The Threat Down the Hall

This week I’m wrapping up a 3-month freelance gig, filling in while someone’s on maternity leave. While I can’t say I love working 9-5 (the shlep on the subway, the work-appropriate clothing, the alarm clock, the rules that govern pretty much everything in corporate life whether we realize it or not…) the money’s been nice and the people are pleasant. One little perk, and lately I’m finding it more of a hazard than a perk, is the woman down the hall. Or more precisely, the small bowl of candy she keeps on her desk. In August and September, it really was a small ceramic bowl, usually filled with Hershey’s kisses of one variety or another (ahh, brand extension–so many kisses to choose from these days). I had no trouble walking past a dozen times a day without reaching for one. But in mid-October that small bowl morphed into a large plastic Jack-o-lantern, brimming over with all kinds of snack-sized treats.

Most of the time I’m something of a chocolate snob–I used to keep a 7 oz bar of Scharffen-Berger 70% dark in my kitchen, shaving off just enough of the rich, smoky stuff to satisfy a craving. It melted so slowly on my tongue, I never seemed to need more than a taste. And don’t get me started on Fran’s Dark Gray Salt Caramels…Milk chocolate is for wusses, in my book. But this damned orange beacon three doors down the hall has become something of a problem for me. In recent days, the selection has included bite-sized Three Musketeers and Milky Ways, single fingers of milk and dark chocolate Kit Kats, mini-Twixes, chunky little Double Chocolate Nestle Crunch (whatever those are–something about the plain colored foil wrapper failed to pique my interest), mini-York Peppermint Patties, and the aforementioned kisses. None of these are treats that trouble me in real life. I can walk into any convenience store in the nation and emerge without succumbing–a quick check of the nutrition facts statement is usually enough to make me realize it’s not worth it. But something about the jumbled assortment of flavors, the sheer abundance of the bowl, and the fact that it’s five steps away from me at all times has pushed me over the edge. I have become an instant addict.

For three days I held out, resolutely refusing to go anywhere near the office in question when its occupant wasn’t there (I’m somehow too ashamed of my chocolate fixation to take any while she’s watching). I averted my eyes if I had to walk past–I just didn’t want to know. But after lunch one day, when nobody else was around, I found myself jonesing for a little piece of sweet. I could’ve gone to the cafeteria and bought a cookie, but that seemed like more than I needed. Just a taste, a hit of chocolatey goodness was all it would take. I decided to make a mocha at the Flavia coffee machine in the kitchen. Off I went, down the hall… It couldn’t have taken more than three or four seconds for my mind to process the fact that there was a GIANT ASSORTMENT of free chocolate goodies between me and the Flavia machine, debate the merits of starting down that path, and decide to forge ahead with a mini-Twix–it only takes that long to walk from my office to hers.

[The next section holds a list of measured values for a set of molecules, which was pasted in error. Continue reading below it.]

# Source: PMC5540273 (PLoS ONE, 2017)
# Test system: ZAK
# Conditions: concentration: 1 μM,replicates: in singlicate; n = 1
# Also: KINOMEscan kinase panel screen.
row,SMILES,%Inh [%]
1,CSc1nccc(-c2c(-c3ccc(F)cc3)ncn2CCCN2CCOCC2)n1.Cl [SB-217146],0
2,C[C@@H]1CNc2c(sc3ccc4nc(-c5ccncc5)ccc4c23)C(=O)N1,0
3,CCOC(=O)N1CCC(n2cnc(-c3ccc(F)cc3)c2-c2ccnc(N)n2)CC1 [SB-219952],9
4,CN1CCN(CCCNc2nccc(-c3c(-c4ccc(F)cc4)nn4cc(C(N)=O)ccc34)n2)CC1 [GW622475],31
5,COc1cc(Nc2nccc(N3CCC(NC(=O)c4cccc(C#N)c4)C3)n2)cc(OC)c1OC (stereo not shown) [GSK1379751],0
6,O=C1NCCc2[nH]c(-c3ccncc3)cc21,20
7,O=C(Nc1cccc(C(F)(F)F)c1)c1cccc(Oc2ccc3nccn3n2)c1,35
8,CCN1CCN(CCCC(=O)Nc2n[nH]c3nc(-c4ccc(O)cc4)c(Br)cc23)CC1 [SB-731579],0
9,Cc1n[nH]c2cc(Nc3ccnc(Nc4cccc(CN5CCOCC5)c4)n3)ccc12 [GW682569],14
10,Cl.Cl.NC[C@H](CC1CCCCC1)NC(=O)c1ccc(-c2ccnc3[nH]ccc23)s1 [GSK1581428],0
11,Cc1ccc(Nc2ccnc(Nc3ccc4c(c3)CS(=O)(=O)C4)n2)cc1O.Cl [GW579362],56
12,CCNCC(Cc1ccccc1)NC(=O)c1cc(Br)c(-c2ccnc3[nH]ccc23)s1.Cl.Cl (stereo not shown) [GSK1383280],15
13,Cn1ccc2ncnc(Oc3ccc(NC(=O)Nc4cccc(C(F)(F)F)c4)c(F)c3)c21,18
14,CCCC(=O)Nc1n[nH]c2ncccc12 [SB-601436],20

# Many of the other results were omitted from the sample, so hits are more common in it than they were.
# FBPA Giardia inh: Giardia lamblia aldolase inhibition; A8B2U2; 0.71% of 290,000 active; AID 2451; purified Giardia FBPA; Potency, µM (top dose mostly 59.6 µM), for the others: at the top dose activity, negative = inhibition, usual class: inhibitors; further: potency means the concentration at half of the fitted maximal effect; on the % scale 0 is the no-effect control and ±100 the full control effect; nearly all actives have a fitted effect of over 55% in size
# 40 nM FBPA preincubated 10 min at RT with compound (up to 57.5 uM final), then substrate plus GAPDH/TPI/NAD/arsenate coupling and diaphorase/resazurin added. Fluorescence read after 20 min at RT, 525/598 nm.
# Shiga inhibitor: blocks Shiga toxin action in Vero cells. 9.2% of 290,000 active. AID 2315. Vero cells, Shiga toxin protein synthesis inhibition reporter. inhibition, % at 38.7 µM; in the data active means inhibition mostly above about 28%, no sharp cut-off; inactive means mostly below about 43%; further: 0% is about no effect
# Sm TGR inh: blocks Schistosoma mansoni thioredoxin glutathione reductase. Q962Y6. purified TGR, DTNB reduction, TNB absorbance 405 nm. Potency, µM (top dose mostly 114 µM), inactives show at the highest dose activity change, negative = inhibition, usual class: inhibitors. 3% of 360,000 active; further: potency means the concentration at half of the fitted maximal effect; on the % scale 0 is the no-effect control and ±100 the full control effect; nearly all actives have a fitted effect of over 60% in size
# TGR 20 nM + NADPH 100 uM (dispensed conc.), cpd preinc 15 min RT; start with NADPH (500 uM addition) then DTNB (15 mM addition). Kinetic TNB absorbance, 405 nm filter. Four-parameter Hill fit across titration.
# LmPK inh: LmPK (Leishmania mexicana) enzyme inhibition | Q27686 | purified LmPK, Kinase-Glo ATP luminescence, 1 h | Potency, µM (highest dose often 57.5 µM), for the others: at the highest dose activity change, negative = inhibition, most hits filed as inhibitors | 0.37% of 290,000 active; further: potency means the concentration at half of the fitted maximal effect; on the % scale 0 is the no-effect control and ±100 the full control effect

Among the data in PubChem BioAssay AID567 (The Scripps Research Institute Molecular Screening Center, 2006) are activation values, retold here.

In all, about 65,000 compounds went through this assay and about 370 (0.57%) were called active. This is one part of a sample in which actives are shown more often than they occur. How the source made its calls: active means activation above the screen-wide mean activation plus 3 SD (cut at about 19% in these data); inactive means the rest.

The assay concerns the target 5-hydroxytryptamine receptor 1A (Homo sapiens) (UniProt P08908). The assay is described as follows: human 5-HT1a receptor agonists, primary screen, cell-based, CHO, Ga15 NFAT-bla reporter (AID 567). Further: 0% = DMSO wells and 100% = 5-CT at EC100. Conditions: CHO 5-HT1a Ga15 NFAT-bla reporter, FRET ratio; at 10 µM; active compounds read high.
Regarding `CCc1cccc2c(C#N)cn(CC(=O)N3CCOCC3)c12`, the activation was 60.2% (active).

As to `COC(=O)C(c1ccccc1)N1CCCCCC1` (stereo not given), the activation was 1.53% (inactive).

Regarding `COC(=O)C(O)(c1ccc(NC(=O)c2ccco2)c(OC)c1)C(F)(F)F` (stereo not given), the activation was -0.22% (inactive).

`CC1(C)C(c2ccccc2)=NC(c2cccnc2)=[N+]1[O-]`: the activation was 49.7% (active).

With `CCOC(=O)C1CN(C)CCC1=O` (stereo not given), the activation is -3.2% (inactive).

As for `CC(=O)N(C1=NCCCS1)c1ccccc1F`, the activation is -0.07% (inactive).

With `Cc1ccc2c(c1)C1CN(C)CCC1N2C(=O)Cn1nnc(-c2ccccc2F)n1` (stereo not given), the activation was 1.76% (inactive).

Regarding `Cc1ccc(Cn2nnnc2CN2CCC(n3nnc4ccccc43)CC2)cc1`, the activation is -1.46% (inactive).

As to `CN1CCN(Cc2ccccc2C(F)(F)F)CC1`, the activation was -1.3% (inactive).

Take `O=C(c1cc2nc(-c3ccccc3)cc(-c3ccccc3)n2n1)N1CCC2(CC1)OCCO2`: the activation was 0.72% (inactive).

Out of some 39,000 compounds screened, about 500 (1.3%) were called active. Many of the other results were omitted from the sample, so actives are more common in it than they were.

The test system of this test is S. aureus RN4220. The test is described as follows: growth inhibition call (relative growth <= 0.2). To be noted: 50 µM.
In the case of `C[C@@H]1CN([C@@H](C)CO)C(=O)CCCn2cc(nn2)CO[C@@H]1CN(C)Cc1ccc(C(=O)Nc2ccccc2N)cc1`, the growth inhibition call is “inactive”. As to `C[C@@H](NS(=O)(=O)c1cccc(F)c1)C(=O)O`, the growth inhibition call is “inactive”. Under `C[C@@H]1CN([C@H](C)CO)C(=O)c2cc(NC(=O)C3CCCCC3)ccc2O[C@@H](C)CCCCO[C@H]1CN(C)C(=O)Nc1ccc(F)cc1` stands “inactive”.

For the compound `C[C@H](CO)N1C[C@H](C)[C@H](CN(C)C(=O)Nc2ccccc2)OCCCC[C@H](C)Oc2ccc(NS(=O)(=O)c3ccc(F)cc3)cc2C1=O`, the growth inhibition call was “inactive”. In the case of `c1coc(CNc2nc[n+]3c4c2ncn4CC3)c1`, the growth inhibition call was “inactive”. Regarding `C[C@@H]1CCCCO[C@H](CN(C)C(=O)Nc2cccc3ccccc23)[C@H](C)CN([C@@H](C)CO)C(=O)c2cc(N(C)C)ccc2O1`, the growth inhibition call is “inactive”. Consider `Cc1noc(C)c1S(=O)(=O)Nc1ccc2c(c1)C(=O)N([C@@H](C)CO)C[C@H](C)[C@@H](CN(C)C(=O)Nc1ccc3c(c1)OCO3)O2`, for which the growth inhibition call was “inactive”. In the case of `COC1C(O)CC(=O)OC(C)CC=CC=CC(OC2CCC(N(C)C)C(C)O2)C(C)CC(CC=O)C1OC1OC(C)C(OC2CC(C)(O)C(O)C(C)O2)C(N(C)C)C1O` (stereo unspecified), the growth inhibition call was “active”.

Twix had been my candy bar of choice years ago, before I lost all the weight, when KFC was dinner twice a week and I actually kept multiple candy bars in a drawer Just in Case. But before last week I hadn’t had one in years. When I bit into it, that morsel of crisp cookie and caramel enrobed in milk chocolate was quite a shock. It was so much sweeter than I remembered, and yet exactly the same. It was good. While I was still swallowing, I went back and got another one, plus a mini-Musketeers. Then back for a mini-Milky Way Midnight and a dark chocolate Kit Kat (as if opting for the dark was somehow more virtuous).

Now I find myself looking forward to the later edge of the lunch hour each day, when most of the people on my end of the floor are either elsewhere or behind closed doors. It makes my multiple trips to the Jack-o-lantern of good/badness so much easier. Sometimes, if I see the owner of the bowl walk away, I’ll leave my desk in the middle of whatever I’m doing just to grab a piece or two. Or three, and then I’ll stash the “spare” in a drawer until I need it. So far I’ve managed to hold out until lunchtime, but honestly I’m a little afraid of tomorrow morning–apparently most people will be in some kind of meeting, and that big, inviting plastic pumpkin will be sitting there unguarded…

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